The tiger and the lamb


       100 poems/52 weeks challenge’ 2018

Image result for plates by william blake

Plate 1 of The marriage of heaven and hell by William Blake


I drink flowers at night
hoping my heart
ticking like a time-tot,
may stay afloat.

Can you imagine seeing yourself without a mirror?

It is a delicious process,
but thoroughly uncivilized,
a body without water
and stars bitten off their twinkle–
tigers loom on its branches
and are orange in their eyes,
with a fire hot, in the cold moon,

But sometimes
a lamb appears,
it is not soft and innocent
(it never is)
it is bleating, bothered
and afraid of being hunted
armed with a pocket watch,
maybe even looking for Alice.

Very often, when you would
try and find
your “real self”
men will tell/see you
either of these,
in their own romantic ideas.

But you are none,
and you are “none”;
Sometimes a whore, sometimes a nun.


The Void without ambition


       100 poems/52 weeks challenge’ 2018

Related image

Tough by ChrisCold

                                         Dedicated to a dear friend. She probably won’t guess it.

Ghost dust
and air like circling hair,
but not warm and covering
rather open
like a dark mouth
with a sincere eye at its end.

You can actually hear the room you know
as if all the bustle of life,
or questioning
and all you want
is to close your ears like a child
and run
until you see the light
that blinds that ever so watchful eye.

One day I met a girl,
I thought she was like many other with cold veins,
pale forehead
but with a hidden fire to reign upon life,
that life
which itself is a fire,
but I couldn’t have been more wrong.

On a warm afternoon,
behind her shoulders
I saw the eye,
and she unblinking–
“I see”, she said,
“you have met our eternal state
of emptiness,
but peace”.

The sooner the better.

Image by: “ChrisCold”, Artist profile:

The Gaze


       100 poems/52 weeks challenge’ 2018

Image result for tree of eyes

Image, “The Trees Have Eyes” by Wim Lanclus


Close the doors
lay under the blankets,
and even under the eye lids,
O the,
O the,
eye follows.

It is not about people prying
It is about people prying about people prying.

One day I could not breathe
as I found a tree embryo
upon my navel,
an eye-tree
an I-tree;
It was nodes of thoughts that people could have on me.

Narcissus a rose
drowned in mirrors
of other minds
before it can ever love himself.

And so mirrors are bad-luck.

The Gaze remains,
it is un-human to be completely rid of it,
often more so un-lady-like
but sometimes when I sit alone
and listen to the birds,
I am just me
and no other words
for a tree of eyes to scrutinize.

Perhaps in such sweet music of nature,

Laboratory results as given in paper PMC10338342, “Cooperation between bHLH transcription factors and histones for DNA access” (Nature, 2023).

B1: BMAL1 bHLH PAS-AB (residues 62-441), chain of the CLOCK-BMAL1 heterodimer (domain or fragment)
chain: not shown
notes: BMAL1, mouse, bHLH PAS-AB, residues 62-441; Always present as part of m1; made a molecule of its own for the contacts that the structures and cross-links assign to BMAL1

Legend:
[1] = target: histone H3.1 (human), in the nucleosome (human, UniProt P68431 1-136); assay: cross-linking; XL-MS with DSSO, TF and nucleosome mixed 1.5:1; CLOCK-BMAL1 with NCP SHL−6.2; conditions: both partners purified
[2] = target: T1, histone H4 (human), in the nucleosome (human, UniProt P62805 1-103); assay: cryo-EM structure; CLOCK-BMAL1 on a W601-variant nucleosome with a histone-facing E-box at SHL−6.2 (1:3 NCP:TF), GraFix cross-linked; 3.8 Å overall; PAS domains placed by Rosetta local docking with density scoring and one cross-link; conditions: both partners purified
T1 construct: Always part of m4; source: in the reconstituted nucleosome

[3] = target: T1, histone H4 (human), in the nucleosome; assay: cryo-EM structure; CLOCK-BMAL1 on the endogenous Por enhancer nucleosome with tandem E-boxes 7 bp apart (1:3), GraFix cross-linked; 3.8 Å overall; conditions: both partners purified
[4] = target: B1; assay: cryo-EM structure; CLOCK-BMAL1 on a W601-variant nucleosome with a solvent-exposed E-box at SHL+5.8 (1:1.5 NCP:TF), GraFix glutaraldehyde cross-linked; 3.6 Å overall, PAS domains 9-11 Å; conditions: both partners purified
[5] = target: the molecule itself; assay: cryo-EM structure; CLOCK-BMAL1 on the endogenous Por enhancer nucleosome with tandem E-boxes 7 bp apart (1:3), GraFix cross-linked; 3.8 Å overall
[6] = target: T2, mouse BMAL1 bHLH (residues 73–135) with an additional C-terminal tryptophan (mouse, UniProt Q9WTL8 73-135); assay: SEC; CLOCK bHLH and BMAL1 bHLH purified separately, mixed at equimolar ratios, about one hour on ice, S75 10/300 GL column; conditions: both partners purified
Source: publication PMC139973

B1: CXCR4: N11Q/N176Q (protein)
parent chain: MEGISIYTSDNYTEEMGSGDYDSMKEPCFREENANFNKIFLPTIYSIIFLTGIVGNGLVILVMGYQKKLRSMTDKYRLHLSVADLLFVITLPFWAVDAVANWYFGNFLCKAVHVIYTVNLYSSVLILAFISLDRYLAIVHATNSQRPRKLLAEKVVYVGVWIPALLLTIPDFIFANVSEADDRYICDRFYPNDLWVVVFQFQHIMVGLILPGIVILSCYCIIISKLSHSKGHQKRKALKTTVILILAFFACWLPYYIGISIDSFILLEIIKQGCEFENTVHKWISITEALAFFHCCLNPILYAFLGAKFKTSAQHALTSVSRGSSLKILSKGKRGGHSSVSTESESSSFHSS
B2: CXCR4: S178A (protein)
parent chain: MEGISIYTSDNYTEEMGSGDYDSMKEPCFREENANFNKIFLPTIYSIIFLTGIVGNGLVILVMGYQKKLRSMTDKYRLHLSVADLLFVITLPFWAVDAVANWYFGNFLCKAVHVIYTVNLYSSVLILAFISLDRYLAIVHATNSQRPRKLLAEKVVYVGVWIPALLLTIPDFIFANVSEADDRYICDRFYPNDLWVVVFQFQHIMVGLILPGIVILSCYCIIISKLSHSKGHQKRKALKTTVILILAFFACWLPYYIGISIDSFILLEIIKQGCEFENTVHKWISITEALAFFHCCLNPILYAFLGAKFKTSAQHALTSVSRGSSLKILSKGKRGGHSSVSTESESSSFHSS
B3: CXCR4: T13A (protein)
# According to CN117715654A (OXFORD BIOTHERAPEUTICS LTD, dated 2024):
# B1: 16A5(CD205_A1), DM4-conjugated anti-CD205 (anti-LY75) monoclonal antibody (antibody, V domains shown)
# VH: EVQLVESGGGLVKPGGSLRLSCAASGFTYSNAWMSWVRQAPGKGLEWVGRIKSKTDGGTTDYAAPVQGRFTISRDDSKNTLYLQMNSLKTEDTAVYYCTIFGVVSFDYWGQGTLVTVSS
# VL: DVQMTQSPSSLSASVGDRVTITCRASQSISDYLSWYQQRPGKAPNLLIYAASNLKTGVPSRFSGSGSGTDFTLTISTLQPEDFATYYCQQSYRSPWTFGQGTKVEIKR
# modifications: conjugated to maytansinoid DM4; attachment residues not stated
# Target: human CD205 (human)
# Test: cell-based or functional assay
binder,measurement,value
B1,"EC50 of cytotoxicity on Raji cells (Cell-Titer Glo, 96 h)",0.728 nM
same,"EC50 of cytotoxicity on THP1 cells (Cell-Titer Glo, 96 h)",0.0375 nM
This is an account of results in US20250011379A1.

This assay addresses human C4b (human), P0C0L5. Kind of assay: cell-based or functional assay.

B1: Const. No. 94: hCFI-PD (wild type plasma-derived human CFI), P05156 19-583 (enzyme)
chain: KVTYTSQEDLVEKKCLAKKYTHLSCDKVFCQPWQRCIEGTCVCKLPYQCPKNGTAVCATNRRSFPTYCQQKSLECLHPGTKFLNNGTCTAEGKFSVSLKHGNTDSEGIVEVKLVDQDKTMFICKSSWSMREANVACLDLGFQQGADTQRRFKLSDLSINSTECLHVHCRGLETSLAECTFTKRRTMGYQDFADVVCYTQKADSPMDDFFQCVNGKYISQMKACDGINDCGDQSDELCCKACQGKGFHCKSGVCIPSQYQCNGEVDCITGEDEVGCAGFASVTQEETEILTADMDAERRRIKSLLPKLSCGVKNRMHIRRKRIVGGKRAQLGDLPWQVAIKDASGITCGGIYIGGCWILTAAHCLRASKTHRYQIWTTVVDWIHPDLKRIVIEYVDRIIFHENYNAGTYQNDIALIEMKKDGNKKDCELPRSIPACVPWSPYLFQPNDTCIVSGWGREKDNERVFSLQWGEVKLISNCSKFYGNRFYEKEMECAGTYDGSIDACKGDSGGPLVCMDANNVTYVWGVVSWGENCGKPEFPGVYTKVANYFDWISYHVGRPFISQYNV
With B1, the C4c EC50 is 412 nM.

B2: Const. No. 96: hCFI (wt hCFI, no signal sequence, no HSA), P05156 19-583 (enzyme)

we can return
like an elegy from a churchyard grey
and so we revive–
you may call it the “true self” if you will.


A pinch of stars

The words called me

I rinsed them with the left-over repression

And wondered if the sneeze she let out

Was a symphony of sympathy

For me?


I said god bless you

For he had ruined me

When I thought my heart, my love

Was made tender through a suspicion of affection.


‘Suspicion of affection’ are ghosts

That make you believe in unnatural things like:

Mother who loves her child

Father who sings lullabies

And a dire Jupiter pregnant with life.


Things turn upon themselves

And worlds are all upside down.

I fetishise one smile then,

When its tongue is smothered by suspicion of affection,

I let him caress me, indifferently,

If only to let the warmth out.


Picture credits: Laura Makabresku : “self-portrait with my dear Husband (Kraków, 2015)”


How do I find time?

I left it under the potted plant

Where my neighbor bends upon to smell a flower

And asks me about the full moon. 

He says 

There is glory in the gardens of the others

But here, the slugs ate away all the bloom

And made it seven words shorter

From a love poem

You were willing to write. 

I fight the winds

And grasp his hand

I tell him, I am a gardener of words

–Often other than the unkempt personal pronouns–

I collate 

A bag of off-shoots

Till they look like they have eaten time 

Over which my neighbor once bent upon, sorry,

Right before I unmade him

And went to sleep. 

Image source: hiveminer


There is benign strength 

In my poet’s legs

To keep my words

From falling off in a dishonest dance routine

Noted among people

Who even served worms 

in gourmet,

With candlelight.                               


I pity 

the words stuck like phlegm 

in their throats

Dying in the purpose of throne-making 

for a self in state of decline,

Reciprocal to

Each bite in the name of ‘taste’.         

Then in death

There is always a radioactivity. 

The charged words bump against the glass

Like a moth or a housefly

Like a lover or a businessman 

And at last

The mind breaks with its own ambition. 

The Imposter Syndrome

The Equation of Desire. Martin Soto Climent. Mousse Publishing.

He would always sit ahead of us

In his citric orange T-shirt


Against the abandoned air-conditioned classrooms

Made by the Japanese and

Maintained by the miniature birds,

Who often get trapped in lecture-hall limbos.


I cannot write him

He’s a plant that does not germinate

Into wishful thinking

Of infatuated hearts, struck by poverty

Of lack.

A lack that begins to define you,

Your illegitimate parent.


But here’s a trick, 

Chance a find

you have to look.

Glance upon his quivery brow


the rickety case of criss-crossed legs

That dares to announce

—If just for a second—

The same lack as you

And your

Out-of-the-league desires. 

Set of words 

Let me read you
 the opposite of poetry.

I pull out a letter knife 
And toy with red-lettered words
Till I no longer have a thirst for the apple juice
Or the Antarctic sky.

Whatever comes up
The blood or blues
I gulp it down with white wine
Until my feet are cold, enough for sleep,
I dream 

And then I weep in poetry.